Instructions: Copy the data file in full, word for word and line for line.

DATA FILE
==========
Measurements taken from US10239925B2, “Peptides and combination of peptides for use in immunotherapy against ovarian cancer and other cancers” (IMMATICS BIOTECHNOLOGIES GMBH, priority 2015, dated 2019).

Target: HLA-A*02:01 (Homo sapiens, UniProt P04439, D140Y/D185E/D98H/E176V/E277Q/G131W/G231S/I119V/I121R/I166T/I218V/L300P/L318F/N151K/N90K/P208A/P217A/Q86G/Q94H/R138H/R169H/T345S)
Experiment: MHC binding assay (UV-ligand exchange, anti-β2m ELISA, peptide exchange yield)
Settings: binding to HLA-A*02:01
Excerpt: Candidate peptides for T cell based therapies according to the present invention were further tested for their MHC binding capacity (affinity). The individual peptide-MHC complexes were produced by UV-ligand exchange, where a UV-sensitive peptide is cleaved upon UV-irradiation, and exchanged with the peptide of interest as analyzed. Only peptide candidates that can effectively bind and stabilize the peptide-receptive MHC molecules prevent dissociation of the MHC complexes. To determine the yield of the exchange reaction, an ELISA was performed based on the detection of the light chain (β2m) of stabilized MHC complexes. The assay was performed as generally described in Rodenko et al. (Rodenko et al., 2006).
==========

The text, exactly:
Measurements taken from US10239925B2, “Peptides and combination of peptides for use in immunotherapy against ovarian cancer and other cancers” (IMMATICS BIOTECHNOLOGIES GMBH, priority 2015, dated 2019).

Target: HLA-A*02:01 (Homo sapiens, UniProt P04439, D140Y/D185E/D98H/E176V/E277Q/G131W/G231S/I119V/I121R/I166T/I218V/L300P/L318F/N151K/N90K/P208A/P217A/Q86G/Q94H/R138H/R169H/T345S)
Experiment: MHC binding assay (UV-ligand exchange, anti-β2m ELISA, peptide exchange yield)
Settings: binding to HLA-A*02:01
Excerpt: Candidate peptides for T cell based therapies according to the present invention were further tested for their MHC binding capacity (affinity). The individual peptide-MHC complexes were produced by UV-ligand exchange, where a UV-sensitive peptide is cleaved upon UV-irradiation, and exchanged with the peptide of interest as analyzed. Only peptide candidates that can effectively bind and stabilize the peptide-receptive MHC molecules prevent dissociation of the MHC complexes. To determine the yield of the exchange reaction, an ELISA was performed based on the detection of the light chain (β2m) of stabilized MHC complexes. The assay was performed as generally described in Rodenko et al. (Rodenko et al., 2006).